UV light problem-Bands/stripes in my skies
I'm getting dark bands across the open skies in my prints that match the orientation of my lightbulbs when using my home made unit. Should I move my prints further away from the bulbs ? Any other ideas?
You don't say which process you aree using but I'm curious as to whether you see the banding printed out or if it only becomes apparent in the processing trays. I've had films band when using other than flat-bottomed trays. Perhaps some alt prints could suffer from the same problem.
If it is a banding caused by the "lightbulbs" (UV fluorescent tubes or ???) , you could also try moving the tubes closer together instead of raising them relative to the printing frame.
What type of negative are you using? In camera negative or digital negative from a desktop printer?
Thanks for the responses Joe S and Joe L (like Supermans father, right?)
I've been printing cyanotypes using darkroom derived negatives (Bergger 18 ortho & pos/neg process) and the banding becomes apparent in the printing out stage. Moving the prints back 3/4 of an inch has helped alot with no discernable change in exposure and I'll be increasing the distance another inch or so next weekend.
How far apart are you tubes?
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The problem could be the film. I experienced a problem with banding with Bergger BPF film when printing with UV processes. The bands do not show on the negative, and in fact don't scan, but when I print them with UV processes they are very prominent. This was 12X20 film developed with rotary processing in a drum. I considered the possibility that the method of development was the reason for the banding, but after a lot of thought concluded that the problem had to be in the film.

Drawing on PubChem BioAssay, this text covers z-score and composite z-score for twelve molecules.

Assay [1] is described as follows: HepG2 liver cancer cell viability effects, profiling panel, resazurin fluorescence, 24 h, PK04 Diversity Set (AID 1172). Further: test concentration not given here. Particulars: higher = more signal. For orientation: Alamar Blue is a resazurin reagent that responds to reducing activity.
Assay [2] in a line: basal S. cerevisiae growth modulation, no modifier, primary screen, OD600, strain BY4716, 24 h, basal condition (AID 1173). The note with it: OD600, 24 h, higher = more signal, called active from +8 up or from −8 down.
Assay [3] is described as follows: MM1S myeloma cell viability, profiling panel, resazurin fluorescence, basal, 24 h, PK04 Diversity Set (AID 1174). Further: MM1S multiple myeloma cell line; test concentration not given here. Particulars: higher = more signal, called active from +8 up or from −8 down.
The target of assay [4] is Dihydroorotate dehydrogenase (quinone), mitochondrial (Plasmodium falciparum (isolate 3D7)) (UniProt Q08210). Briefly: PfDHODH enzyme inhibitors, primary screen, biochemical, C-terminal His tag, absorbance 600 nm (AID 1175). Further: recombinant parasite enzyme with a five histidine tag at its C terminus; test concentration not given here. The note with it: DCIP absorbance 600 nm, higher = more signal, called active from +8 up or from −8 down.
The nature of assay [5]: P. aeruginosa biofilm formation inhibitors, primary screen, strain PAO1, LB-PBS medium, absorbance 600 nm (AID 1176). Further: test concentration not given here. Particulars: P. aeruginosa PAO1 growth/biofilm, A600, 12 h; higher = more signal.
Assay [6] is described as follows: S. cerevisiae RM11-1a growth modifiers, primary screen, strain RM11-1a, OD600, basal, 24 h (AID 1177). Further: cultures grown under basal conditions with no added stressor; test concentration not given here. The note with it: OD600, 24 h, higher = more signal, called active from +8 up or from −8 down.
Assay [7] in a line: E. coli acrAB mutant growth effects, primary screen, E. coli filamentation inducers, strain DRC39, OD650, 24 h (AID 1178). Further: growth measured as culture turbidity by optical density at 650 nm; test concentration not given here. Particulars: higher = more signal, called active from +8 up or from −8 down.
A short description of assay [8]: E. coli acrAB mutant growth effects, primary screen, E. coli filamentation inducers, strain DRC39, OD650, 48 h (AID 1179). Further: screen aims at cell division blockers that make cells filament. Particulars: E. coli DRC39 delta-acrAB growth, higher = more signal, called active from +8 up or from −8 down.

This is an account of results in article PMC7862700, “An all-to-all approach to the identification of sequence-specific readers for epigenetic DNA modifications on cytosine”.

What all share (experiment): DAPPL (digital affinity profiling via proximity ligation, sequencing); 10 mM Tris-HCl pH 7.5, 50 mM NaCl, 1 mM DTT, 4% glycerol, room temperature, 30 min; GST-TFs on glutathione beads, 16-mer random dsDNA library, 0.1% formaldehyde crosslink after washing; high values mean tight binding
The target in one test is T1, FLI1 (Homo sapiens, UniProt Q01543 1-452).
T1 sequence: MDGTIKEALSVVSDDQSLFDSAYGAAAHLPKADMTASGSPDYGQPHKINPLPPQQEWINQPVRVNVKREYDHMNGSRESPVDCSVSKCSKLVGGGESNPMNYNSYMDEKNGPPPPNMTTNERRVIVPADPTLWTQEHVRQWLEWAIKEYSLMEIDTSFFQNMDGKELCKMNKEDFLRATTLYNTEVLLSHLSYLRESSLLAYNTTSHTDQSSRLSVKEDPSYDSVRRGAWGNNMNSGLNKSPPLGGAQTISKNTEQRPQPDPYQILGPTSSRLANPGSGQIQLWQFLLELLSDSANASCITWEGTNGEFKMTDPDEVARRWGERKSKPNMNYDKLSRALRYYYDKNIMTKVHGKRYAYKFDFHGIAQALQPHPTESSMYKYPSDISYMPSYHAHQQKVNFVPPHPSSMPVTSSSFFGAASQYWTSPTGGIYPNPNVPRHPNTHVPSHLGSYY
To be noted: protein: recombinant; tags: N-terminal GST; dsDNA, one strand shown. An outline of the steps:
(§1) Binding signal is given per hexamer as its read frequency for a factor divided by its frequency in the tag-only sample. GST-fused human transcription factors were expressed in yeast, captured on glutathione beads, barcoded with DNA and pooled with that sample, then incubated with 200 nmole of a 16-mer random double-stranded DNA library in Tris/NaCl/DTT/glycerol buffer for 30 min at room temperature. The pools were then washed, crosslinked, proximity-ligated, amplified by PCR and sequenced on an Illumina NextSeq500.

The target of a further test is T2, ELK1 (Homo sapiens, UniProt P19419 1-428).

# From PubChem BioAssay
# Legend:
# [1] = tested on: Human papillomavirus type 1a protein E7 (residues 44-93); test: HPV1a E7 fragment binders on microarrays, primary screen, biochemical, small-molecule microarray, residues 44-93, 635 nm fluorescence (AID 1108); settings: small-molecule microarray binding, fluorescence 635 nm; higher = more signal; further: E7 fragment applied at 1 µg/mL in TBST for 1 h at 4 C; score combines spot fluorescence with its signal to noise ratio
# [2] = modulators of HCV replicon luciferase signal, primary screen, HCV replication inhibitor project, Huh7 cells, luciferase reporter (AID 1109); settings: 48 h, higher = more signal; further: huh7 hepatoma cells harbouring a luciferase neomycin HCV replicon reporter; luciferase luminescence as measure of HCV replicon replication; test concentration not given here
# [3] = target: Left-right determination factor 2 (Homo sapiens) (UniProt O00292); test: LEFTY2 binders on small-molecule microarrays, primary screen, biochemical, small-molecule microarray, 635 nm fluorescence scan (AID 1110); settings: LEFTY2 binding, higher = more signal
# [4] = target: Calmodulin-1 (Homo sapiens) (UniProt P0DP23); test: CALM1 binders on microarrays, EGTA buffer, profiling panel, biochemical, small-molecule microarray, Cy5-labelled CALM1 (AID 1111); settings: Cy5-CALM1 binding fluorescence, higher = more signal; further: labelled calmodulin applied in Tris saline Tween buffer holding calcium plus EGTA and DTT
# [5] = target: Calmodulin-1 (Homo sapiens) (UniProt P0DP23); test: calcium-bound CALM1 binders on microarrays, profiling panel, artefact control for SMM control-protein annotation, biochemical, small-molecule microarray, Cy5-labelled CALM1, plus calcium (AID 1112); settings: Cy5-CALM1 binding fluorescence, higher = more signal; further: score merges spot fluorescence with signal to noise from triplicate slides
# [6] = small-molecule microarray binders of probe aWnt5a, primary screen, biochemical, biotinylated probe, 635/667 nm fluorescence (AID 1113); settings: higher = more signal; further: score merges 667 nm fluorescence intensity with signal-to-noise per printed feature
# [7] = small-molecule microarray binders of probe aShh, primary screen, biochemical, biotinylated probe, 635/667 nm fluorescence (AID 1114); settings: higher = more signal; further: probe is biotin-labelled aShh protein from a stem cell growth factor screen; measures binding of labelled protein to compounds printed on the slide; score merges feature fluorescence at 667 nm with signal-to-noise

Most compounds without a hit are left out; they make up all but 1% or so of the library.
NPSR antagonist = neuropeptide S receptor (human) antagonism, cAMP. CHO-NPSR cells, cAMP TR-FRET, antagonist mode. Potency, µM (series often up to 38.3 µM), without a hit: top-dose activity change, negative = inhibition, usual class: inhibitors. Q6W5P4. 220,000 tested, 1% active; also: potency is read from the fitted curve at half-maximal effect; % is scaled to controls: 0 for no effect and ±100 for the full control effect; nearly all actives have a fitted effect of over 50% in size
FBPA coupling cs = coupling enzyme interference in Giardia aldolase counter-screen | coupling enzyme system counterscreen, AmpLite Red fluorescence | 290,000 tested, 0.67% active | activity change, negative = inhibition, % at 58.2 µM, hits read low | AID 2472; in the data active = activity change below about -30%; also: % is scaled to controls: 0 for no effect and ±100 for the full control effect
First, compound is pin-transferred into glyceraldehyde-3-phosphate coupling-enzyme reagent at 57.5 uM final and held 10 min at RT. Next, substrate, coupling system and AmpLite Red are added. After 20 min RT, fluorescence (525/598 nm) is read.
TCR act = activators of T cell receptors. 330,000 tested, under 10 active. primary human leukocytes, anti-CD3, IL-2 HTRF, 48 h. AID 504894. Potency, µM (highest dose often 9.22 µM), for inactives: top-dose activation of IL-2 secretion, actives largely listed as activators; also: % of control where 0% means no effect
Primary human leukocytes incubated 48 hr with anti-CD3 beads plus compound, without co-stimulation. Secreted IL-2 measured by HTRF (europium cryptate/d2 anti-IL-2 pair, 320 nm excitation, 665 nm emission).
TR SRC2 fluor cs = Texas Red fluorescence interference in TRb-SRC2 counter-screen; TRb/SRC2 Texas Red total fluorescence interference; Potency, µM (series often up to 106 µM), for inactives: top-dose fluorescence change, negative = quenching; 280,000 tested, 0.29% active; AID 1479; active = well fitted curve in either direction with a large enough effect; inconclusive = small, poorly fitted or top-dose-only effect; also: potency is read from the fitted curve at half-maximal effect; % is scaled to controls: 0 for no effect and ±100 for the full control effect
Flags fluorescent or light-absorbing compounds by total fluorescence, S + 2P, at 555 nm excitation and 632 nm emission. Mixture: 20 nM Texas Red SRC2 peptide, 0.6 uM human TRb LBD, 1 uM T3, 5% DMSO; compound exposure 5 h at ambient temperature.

Originally Posted by Jersey Vic
Thanks Kerik and Sandy; My unit was made using 4 of these:
Not elegant or super efficient but consistent and no problems up until now. All of bulbs are evenly spaced (1 3/4" or 2 1/4": sounds right..it's upstate now and I'm down) and the lights are now about 6 inches from the print. Here's the kicker- looking back at earlier prints of this negative that I made with a far better 'engineered' unit 'the problem' was noticeable-though far less so- because I printed it much lighter and split toned it. Couple this with the fact I noticed this issue with another Bergger BPF 18 negative and I think it comes down to Sandy's explanation-it's the Bergger film (tray processed)